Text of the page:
UNESCO Director Eric Falt along with his team will be visiting Kolkata next week for celebrations of Durga Puja.
West Bengal Chief Minister Mamata Banerjee on Monday announced that the government has decided to increase the grant for the Durga Puja organising committees in the state from Rs 50,000 to Rs 60,000.CM Banerjee also declared a holiday period from September 30 to October 10."The government holidays for Durga Puja will begin from September 30 to October 10. Last year, the Durga Puja committees received financial assistance of Rs 50,000. This year the committees will get Rs 60,000," said Mamata Banerjee.
She further said that the concession on electricity charges incurred by puja committees would be raised to 60 per cent from the current 50 per cent.
The Bengal Chief Minister said this after presiding over a coordination meeting with organisers of community Durga Puja. In 2018 the TMC government decided to give money to community Durga Puja clubs. In Bengal, the Durga Puja celebrations have often become a political issue as well.
UNESCO on December 15 inscribed "Durga Puja in Kolkata" on the "Representative List of the Intangible Cultural Heritage of Humanity".
"Congratulations! Durga puja is now inscribed on the UNESCO Representative List of the Intangible Cultural Heritage of Humanity! 14 ICH elements from India have been inscribed on this list by the Intergovernmental Committee for the Safeguarding of Intangible Cultural Heritage," UNESCO had tweeted.
Meanwhile, UNESCO Director Eric Falt along with his team will be visiting Kolkata next week for celebrations of Durga Puja after it was added to the Intangible Cultural Heritage of Humanity list last December.
Speaking with ANI about his visit to Kolkata next week, the UNESCO Director said, "I will be visiting Kolkata together with my colleague next week together with my colleague from Paris... first we will have events here in New Delhi with central government and then we will move on to Kolkata and also we are going to Rajasthan... indeed in Kolkata we will be having celebrations of Durga Puja which was inscribed on the UNESCO cultural heritage representative last year."
"It is a wonderful celebration and I think India has many festivals and definitely it’s one of the most important. You may know also that India has nominated Garba to be inscribed in 2022 -- the next meeting of the UNESCO will take place in November," he added.
Moreover, UNESCO and Royal Enfield, the oldest motorcycle brand, have come together in a special partnership to promote and safeguard the Intangible Cultural Heritage of India, beginning with the Himalayas.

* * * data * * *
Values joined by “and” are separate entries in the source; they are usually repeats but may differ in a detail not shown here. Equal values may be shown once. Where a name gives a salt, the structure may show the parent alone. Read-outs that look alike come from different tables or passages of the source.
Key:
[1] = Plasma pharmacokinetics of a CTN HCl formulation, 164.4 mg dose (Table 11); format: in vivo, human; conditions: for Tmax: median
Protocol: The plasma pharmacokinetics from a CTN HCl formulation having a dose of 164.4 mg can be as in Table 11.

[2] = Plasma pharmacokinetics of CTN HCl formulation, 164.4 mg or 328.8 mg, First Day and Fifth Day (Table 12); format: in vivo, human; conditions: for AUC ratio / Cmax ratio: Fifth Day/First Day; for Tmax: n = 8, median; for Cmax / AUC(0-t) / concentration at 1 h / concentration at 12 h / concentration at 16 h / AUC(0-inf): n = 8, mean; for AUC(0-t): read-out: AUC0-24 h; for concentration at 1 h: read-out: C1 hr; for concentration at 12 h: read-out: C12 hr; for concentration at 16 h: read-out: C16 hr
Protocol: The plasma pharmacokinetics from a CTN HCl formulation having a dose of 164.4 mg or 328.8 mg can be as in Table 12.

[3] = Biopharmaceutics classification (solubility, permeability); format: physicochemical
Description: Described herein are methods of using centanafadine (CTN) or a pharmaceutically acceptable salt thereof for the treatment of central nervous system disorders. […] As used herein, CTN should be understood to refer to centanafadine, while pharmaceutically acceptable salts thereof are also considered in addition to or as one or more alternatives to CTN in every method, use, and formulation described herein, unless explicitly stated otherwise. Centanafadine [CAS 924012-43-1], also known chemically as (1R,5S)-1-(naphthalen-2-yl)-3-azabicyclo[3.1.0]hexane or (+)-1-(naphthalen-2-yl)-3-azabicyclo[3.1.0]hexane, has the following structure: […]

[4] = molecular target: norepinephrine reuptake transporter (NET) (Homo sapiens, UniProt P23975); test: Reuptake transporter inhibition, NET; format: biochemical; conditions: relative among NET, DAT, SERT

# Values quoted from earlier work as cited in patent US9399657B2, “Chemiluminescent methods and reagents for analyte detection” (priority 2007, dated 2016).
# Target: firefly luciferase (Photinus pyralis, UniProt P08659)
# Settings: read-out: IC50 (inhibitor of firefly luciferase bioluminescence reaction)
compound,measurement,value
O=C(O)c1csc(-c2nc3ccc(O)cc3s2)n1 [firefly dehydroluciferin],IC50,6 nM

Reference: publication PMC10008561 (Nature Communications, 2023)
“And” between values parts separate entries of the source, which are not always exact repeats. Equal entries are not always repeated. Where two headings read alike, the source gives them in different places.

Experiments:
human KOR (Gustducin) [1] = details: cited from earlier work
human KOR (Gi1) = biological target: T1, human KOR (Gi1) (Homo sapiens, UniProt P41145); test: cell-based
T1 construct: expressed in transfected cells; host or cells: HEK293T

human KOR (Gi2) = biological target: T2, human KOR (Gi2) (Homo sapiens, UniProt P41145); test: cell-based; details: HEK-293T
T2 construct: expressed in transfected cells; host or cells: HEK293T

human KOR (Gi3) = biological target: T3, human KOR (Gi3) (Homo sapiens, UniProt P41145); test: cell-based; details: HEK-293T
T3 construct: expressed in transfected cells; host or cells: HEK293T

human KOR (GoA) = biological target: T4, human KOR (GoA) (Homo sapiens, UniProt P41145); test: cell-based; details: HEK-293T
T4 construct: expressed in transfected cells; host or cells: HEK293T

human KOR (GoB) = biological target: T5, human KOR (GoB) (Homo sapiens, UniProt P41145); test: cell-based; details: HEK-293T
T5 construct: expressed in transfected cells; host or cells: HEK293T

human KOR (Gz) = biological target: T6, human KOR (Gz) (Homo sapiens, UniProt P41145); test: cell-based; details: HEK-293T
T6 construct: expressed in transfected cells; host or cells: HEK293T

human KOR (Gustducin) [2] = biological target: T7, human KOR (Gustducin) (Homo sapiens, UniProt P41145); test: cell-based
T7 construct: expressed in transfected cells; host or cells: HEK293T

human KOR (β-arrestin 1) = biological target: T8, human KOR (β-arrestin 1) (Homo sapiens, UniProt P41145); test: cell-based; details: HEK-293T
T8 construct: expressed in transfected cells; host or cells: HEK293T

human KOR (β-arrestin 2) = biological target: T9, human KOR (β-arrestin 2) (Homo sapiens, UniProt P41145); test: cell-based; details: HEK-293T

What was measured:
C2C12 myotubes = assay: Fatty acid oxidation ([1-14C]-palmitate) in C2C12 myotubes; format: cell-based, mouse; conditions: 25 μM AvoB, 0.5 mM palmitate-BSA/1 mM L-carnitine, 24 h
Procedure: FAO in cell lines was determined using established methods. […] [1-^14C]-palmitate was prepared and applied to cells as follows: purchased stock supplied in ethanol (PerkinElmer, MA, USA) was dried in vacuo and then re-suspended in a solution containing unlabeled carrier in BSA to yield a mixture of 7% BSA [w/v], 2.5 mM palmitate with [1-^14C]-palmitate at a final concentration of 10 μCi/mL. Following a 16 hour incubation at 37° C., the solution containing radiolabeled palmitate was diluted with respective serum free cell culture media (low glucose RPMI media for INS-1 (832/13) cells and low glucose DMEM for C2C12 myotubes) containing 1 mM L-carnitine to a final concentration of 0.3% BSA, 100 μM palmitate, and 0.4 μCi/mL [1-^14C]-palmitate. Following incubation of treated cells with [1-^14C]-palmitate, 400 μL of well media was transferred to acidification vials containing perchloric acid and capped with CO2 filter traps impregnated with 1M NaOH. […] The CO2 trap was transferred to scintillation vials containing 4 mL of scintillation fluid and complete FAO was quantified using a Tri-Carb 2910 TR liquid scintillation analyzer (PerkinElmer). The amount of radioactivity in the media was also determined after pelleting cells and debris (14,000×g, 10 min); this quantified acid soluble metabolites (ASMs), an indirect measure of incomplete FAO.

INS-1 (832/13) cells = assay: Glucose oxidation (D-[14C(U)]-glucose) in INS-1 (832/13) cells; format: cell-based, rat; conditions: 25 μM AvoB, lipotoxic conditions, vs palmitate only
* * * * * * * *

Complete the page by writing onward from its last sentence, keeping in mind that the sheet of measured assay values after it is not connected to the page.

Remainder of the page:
Speaking with ANI in Delhi, UNESCO (United Nations Educational, Scientific and Cultural Organisation) Director said, "Everybody knows UNESCO through its world heritage sites and for 20 years we have also worked across India with the government of India to promote and safeguard the intangible cultural heritage, the living heritage of the country that goes from music to old traditions to arts and crafts and much more.
"Celebrated in Shukla Paksha of the month Ashwin in the Hindu calendar (September-October), Durga Puja is the major annual festival in West Bengal. It is also celebrated in other parts of India and especially amongst the Bengali diaspora. The 10-day festival marks the worship of Goddess Durga. Months before the festival, artisanal workshops in Kolkata sculpt idols of Durga and her children (Lakshmi, Saraswati, Kartik and Ganesh) using unfired clay from the riverbed of Ganga.
The festival marks its beginning on the day of Mahalaya when the ritual of ‘pran pratistha’ is done by painting the eyes on the goddess idol. Sasthi, Saptami, Ashtami...every day the festival has its own significance and set of rituals. The celebrations culminate on the tenth day known as Vijaya Dashami when the idols are immersed in the river from where the clay was sourced.
The significance of Durga Puja goes beyond religion and is revered as the celebration of compassion, brotherhood, humanity, art and culture. The city of Kolkata turns into a dazzling diva with the decoration of colourful lights.
The sound of ‘dhaak’ reverberates across the city. From new clothes to delicious food, there remains a merry-go-round mood during these days.